— Leave any bond purchases to the EFSF/ESM. The ECB could express willingness to buy the bailout funds' bonds in the open market. That means the ECB could support the effort indirectly.
— Drop the ECB's insistence on being paid in full on any of the bonds it owns in case a country defaults. Such ECB "seniority" could make investors afraid they would be behind the bank in the line to get paid back — and lead them to demand higher yields on a country's bonds. That's the opposite of what the ECB would be trying to achieve. But if the ECB makes a loss on their bonds, that's passed back to the governments that finance it.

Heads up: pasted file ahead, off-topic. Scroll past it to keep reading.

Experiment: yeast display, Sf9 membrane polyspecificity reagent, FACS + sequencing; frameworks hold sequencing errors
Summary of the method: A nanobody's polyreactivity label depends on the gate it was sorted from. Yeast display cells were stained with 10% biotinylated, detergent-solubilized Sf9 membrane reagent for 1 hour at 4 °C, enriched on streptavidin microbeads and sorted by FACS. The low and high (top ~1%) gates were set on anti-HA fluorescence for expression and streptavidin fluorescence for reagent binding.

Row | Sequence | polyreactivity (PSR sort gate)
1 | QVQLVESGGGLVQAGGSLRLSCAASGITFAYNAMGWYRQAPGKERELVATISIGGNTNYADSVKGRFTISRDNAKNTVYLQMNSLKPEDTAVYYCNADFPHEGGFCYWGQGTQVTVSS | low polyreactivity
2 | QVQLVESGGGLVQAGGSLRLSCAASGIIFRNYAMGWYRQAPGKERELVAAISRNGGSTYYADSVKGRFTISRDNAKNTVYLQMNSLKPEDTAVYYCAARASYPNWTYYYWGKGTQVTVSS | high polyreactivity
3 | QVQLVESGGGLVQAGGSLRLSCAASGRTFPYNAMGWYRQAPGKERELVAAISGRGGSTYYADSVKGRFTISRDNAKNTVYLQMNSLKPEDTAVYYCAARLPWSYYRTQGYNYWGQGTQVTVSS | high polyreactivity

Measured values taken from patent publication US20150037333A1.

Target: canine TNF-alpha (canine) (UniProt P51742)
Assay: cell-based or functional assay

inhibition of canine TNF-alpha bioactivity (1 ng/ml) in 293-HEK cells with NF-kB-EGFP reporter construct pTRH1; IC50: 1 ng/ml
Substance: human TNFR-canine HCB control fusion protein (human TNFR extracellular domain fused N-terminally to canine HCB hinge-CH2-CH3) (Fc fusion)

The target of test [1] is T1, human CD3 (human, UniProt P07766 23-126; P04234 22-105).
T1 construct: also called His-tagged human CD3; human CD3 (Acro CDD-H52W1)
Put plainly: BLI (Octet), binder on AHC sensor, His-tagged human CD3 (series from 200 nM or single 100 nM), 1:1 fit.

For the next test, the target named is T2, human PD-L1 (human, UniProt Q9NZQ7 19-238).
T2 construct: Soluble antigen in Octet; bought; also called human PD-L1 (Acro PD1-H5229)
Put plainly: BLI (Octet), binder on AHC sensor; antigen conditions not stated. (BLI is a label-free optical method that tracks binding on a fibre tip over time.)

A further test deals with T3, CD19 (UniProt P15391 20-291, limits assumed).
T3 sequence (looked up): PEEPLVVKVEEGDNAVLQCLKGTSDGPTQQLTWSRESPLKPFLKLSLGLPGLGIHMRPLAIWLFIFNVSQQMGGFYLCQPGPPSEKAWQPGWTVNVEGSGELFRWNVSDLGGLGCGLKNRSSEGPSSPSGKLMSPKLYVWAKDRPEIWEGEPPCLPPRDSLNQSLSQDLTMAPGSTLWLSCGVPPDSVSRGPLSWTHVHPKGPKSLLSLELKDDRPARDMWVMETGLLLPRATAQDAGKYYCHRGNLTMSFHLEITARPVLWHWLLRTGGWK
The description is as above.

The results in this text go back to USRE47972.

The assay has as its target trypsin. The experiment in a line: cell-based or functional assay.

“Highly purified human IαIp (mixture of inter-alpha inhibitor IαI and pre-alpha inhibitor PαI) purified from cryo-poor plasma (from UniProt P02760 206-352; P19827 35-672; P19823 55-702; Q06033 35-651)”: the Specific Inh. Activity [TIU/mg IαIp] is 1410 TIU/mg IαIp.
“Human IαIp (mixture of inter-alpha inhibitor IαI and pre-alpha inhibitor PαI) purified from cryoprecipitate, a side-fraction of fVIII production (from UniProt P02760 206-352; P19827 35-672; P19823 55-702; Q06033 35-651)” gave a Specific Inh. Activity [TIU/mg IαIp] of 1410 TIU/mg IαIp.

"A reactivation of the SMP only makes sense if other measures are decided on," such as dropping the bank's preferred creditor status, said Christoph Balz, analyst at Commerzbank. He warned that dropping that "seniority" status could create new problems. Any ECB losses would be passed back to national governments as part of the bank's profit or loss for the year. That means losses on Spain could hit troubled Italy, for instance.
Such a change "is not so easy to do," Balz said. "This argues for Draghi likely not making any announcement this week of any big program to buy bonds," said Balz.
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